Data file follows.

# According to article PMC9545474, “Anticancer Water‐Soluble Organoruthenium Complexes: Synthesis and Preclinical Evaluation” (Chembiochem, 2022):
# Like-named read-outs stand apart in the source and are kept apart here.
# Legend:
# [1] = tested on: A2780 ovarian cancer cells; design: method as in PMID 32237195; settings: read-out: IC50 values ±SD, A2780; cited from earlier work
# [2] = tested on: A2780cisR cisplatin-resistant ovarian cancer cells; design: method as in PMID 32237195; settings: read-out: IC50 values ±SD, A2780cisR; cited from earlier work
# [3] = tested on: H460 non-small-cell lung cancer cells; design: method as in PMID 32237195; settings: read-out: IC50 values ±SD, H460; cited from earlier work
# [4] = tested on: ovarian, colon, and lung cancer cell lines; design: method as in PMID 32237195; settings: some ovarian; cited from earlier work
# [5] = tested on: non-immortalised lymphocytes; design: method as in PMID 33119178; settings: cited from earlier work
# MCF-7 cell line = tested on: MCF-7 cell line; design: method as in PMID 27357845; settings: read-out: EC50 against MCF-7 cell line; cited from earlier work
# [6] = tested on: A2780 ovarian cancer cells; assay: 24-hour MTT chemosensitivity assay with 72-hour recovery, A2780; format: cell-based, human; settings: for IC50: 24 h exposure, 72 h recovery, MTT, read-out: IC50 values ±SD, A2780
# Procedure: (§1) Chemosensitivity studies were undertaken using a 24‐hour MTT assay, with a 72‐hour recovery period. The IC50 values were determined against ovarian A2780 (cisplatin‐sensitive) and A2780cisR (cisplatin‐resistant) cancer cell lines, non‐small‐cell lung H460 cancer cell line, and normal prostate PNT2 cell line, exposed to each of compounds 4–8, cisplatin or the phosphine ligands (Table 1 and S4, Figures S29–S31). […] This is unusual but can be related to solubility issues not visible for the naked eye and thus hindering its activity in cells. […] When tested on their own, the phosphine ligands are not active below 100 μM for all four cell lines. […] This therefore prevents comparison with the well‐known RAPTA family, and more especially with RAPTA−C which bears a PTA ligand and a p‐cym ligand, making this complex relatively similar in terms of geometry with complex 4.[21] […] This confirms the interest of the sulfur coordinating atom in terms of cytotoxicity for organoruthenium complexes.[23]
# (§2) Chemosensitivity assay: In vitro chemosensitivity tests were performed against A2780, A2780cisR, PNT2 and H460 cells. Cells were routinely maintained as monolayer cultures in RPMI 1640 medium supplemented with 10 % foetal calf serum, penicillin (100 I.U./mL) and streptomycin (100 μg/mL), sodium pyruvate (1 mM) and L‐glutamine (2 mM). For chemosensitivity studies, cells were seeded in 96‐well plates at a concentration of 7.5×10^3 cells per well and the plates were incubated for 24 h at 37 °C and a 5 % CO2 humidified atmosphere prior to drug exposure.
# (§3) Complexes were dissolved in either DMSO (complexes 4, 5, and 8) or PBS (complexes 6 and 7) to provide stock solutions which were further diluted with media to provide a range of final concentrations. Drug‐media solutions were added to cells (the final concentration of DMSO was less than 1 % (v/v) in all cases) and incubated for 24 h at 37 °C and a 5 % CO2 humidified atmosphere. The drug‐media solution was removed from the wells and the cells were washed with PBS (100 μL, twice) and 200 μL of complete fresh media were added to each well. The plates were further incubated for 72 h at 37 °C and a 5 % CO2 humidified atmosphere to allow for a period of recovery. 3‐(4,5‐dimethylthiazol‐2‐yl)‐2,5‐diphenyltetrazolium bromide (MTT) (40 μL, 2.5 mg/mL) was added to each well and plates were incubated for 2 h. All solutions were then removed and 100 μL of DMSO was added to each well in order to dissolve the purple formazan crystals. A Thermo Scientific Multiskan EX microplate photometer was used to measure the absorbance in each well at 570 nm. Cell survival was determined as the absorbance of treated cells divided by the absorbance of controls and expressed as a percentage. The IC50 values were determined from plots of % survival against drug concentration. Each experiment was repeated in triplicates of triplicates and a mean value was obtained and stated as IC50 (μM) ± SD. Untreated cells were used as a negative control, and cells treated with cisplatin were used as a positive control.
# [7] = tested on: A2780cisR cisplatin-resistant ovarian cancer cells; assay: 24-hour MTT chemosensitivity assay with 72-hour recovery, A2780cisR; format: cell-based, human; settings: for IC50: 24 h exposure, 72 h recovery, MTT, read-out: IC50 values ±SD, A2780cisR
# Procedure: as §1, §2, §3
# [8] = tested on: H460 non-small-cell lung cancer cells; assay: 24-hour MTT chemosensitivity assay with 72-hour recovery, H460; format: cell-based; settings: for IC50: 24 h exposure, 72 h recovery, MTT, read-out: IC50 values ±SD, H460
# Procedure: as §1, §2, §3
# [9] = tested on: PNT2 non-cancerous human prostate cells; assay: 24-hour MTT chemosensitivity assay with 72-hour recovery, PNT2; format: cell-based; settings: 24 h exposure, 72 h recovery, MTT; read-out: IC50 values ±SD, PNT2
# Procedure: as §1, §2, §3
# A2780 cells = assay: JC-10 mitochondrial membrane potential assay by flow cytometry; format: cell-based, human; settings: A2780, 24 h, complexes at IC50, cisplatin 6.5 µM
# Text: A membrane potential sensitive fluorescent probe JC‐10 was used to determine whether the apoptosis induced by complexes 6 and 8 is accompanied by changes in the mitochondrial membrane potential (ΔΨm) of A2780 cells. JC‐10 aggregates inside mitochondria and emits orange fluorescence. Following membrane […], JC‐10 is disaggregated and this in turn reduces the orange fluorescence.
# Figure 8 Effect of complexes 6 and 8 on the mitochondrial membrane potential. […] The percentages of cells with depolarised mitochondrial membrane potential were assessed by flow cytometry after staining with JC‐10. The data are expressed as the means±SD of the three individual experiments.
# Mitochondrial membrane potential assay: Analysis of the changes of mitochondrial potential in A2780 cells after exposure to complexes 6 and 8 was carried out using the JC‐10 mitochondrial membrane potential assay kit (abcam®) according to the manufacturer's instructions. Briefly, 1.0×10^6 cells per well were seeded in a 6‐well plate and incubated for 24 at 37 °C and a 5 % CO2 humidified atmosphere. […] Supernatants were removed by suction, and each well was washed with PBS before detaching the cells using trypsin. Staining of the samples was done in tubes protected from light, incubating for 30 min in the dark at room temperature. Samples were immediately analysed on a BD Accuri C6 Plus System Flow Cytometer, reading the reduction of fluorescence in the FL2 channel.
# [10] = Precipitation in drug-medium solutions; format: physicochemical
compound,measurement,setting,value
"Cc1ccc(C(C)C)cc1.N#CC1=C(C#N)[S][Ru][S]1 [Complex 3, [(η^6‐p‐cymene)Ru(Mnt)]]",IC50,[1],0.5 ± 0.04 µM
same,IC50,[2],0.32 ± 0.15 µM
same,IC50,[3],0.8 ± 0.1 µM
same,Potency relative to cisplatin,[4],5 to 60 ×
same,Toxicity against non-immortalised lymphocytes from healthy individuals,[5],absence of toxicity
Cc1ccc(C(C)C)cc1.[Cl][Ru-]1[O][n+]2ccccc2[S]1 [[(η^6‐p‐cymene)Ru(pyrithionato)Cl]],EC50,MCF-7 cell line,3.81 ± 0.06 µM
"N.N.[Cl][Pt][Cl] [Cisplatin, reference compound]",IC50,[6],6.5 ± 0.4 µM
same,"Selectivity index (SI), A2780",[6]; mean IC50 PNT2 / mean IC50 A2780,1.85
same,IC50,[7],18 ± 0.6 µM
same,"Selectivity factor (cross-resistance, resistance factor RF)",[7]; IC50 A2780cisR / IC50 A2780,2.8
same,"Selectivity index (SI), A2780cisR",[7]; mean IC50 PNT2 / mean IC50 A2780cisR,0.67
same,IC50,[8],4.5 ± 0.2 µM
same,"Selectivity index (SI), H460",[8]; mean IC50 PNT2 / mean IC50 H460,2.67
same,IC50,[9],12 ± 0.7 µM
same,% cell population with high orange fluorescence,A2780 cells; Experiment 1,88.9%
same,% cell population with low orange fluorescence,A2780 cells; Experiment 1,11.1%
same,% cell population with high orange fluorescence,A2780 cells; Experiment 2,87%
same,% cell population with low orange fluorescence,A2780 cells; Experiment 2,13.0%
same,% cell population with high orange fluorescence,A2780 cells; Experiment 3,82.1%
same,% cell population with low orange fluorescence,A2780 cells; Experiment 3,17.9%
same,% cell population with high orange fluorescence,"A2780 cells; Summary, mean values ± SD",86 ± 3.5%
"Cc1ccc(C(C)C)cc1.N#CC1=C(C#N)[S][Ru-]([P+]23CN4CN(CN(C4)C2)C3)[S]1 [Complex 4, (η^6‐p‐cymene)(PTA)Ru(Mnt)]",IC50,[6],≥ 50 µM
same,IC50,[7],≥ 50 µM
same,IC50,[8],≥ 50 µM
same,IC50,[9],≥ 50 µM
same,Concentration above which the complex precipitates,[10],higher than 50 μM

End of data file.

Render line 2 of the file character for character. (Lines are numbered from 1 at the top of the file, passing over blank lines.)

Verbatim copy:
# Like-named read-outs stand apart in the source and are kept apart here.